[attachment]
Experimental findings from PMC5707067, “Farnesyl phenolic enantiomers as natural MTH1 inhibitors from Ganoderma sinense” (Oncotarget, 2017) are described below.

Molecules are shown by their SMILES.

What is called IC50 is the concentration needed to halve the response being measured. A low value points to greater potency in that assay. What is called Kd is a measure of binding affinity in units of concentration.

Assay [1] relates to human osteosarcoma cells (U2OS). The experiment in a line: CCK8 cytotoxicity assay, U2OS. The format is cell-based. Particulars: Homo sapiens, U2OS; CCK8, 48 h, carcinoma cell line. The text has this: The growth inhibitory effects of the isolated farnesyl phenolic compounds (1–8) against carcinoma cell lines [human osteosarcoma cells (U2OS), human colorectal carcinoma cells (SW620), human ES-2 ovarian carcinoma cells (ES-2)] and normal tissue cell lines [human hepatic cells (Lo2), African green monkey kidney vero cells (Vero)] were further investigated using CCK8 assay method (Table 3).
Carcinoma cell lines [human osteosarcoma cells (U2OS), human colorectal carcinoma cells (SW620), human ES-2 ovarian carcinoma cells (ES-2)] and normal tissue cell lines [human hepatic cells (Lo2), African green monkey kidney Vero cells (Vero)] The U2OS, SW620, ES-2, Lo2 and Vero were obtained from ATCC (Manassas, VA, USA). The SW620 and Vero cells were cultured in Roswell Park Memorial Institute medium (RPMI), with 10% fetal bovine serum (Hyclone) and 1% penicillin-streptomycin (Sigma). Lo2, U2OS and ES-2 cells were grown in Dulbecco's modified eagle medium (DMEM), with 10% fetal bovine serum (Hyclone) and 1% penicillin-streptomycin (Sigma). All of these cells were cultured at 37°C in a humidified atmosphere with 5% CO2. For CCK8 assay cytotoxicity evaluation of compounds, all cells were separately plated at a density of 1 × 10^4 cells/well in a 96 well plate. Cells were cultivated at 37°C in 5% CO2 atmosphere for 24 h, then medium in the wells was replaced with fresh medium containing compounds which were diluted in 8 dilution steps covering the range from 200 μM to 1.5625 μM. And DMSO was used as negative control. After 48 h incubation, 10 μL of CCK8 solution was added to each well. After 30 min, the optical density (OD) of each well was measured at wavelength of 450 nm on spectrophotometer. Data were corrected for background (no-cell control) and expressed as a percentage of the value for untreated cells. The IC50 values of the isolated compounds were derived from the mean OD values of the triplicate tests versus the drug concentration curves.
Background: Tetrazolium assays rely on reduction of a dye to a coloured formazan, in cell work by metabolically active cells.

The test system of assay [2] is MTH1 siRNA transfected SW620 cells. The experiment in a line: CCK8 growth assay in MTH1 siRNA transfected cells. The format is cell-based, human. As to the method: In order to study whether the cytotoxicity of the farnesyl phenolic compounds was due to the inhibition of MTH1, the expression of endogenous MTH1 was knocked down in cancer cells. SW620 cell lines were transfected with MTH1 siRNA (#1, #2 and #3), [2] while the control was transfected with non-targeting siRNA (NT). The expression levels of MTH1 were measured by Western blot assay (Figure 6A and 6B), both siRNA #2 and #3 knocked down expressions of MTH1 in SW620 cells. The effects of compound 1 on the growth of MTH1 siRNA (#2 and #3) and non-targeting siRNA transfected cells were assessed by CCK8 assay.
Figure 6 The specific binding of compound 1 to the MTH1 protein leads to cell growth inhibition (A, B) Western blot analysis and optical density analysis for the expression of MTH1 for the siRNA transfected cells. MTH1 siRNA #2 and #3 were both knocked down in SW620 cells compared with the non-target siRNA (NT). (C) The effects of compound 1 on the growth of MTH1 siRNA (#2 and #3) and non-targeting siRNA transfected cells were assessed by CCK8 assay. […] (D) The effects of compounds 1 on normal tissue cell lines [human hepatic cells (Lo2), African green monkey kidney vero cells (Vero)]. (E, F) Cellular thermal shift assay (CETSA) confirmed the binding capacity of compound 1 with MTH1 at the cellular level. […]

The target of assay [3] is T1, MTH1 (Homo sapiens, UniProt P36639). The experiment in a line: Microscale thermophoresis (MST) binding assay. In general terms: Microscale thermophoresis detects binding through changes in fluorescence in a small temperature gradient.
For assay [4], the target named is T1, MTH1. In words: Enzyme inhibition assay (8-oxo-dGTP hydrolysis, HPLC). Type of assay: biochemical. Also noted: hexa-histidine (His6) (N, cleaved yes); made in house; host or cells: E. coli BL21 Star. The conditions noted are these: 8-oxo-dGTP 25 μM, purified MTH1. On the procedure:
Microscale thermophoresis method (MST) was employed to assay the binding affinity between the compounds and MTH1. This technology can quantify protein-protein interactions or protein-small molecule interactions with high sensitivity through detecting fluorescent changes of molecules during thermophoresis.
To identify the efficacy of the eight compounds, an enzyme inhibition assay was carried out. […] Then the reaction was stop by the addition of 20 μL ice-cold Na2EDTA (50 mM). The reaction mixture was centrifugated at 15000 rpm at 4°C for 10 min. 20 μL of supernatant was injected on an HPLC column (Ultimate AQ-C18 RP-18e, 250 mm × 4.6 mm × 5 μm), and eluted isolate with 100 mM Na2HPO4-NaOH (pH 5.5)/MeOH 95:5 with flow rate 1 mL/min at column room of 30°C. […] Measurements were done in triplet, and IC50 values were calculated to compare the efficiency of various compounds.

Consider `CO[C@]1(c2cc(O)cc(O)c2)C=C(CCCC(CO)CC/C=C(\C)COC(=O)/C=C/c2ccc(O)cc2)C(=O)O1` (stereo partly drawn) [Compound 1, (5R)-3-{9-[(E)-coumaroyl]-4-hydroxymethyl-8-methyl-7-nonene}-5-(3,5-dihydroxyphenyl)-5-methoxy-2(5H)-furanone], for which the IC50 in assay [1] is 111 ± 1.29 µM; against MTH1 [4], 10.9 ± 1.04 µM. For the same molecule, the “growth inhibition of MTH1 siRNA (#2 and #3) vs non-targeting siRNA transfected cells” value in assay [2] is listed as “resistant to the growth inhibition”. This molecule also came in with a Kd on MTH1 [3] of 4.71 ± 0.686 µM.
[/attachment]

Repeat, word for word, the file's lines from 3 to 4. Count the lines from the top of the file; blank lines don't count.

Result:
What is called IC50 is the concentration needed to halve the response being measured. A low value points to greater potency in that assay. What is called Kd is a measure of binding affinity in units of concentration.

Assay [1] relates to human osteosarcoma cells (U2OS). The experiment in a line: CCK8 cytotoxicity assay, U2OS. The format is cell-based. Particulars: Homo sapiens, U2OS; CCK8, 48 h, carcinoma cell line. The text has this: The growth inhibitory effects of the isolated farnesyl phenolic compounds (1–8) against carcinoma cell lines [human osteosarcoma cells (U2OS), human colorectal carcinoma cells (SW620), human ES-2 ovarian carcinoma cells (ES-2)] and normal tissue cell lines [human hepatic cells (Lo2), African green monkey kidney vero cells (Vero)] were further investigated using CCK8 assay method (Table 3).